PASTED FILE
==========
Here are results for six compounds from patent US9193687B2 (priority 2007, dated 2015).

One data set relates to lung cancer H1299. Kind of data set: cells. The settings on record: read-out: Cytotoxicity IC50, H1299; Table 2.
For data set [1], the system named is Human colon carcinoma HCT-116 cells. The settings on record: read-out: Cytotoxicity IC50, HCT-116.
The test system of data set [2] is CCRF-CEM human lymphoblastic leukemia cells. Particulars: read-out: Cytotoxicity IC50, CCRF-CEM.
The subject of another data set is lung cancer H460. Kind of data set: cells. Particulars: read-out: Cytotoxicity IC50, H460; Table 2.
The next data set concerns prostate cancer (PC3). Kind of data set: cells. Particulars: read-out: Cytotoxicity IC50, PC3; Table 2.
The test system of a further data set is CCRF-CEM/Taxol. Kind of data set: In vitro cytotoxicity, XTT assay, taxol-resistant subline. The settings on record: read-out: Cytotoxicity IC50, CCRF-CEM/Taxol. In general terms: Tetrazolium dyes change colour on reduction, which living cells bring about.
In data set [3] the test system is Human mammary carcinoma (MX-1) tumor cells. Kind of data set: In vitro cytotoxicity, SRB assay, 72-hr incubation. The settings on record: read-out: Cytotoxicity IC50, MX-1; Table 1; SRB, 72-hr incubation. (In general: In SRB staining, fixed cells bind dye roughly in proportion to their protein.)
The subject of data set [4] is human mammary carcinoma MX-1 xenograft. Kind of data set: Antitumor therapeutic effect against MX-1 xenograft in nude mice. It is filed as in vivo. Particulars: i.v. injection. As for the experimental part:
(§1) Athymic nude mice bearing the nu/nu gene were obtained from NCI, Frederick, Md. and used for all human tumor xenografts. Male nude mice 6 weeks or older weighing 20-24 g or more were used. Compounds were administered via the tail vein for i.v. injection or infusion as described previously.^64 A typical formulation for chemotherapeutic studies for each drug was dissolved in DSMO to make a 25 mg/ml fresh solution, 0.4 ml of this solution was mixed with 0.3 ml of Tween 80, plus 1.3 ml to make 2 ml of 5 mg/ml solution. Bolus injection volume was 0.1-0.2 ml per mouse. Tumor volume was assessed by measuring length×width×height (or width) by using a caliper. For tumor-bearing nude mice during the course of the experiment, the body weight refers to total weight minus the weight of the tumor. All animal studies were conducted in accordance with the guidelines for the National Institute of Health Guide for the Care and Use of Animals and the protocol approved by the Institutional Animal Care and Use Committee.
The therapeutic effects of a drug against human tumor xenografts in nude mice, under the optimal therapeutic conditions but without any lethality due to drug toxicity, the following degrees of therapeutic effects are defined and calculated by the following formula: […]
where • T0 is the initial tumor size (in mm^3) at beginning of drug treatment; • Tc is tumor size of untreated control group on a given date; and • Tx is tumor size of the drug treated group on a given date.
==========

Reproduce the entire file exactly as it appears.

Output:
Here are results for six compounds from patent US9193687B2 (priority 2007, dated 2015).

One data set relates to lung cancer H1299. Kind of data set: cells. The settings on record: read-out: Cytotoxicity IC50, H1299; Table 2.
For data set [1], the system named is Human colon carcinoma HCT-116 cells. The settings on record: read-out: Cytotoxicity IC50, HCT-116.
The test system of data set [2] is CCRF-CEM human lymphoblastic leukemia cells. Particulars: read-out: Cytotoxicity IC50, CCRF-CEM.
The subject of another data set is lung cancer H460. Kind of data set: cells. Particulars: read-out: Cytotoxicity IC50, H460; Table 2.
The next data set concerns prostate cancer (PC3). Kind of data set: cells. Particulars: read-out: Cytotoxicity IC50, PC3; Table 2.
The test system of a further data set is CCRF-CEM/Taxol. Kind of data set: In vitro cytotoxicity, XTT assay, taxol-resistant subline. The settings on record: read-out: Cytotoxicity IC50, CCRF-CEM/Taxol. In general terms: Tetrazolium dyes change colour on reduction, which living cells bring about.
In data set [3] the test system is Human mammary carcinoma (MX-1) tumor cells. Kind of data set: In vitro cytotoxicity, SRB assay, 72-hr incubation. The settings on record: read-out: Cytotoxicity IC50, MX-1; Table 1; SRB, 72-hr incubation. (In general: In SRB staining, fixed cells bind dye roughly in proportion to their protein.)
The subject of data set [4] is human mammary carcinoma MX-1 xenograft. Kind of data set: Antitumor therapeutic effect against MX-1 xenograft in nude mice. It is filed as in vivo. Particulars: i.v. injection. As for the experimental part:
(§1) Athymic nude mice bearing the nu/nu gene were obtained from NCI, Frederick, Md. and used for all human tumor xenografts. Male nude mice 6 weeks or older weighing 20-24 g or more were used. Compounds were administered via the tail vein for i.v. injection or infusion as described previously.^64 A typical formulation for chemotherapeutic studies for each drug was dissolved in DSMO to make a 25 mg/ml fresh solution, 0.4 ml of this solution was mixed with 0.3 ml of Tween 80, plus 1.3 ml to make 2 ml of 5 mg/ml solution. Bolus injection volume was 0.1-0.2 ml per mouse. Tumor volume was assessed by measuring length×width×height (or width) by using a caliper. For tumor-bearing nude mice during the course of the experiment, the body weight refers to total weight minus the weight of the tumor. All animal studies were conducted in accordance with the guidelines for the National Institute of Health Guide for the Care and Use of Animals and the protocol approved by the Institutional Animal Care and Use Committee.
The therapeutic effects of a drug against human tumor xenografts in nude mice, under the optimal therapeutic conditions but without any lethality due to drug toxicity, the following degrees of therapeutic effects are defined and calculated by the following formula: […]
where • T0 is the initial tumor size (in mm^3) at beginning of drug treatment; • Tc is tumor size of untreated control group on a given date; and • Tx is tumor size of the drug treated group on a given date.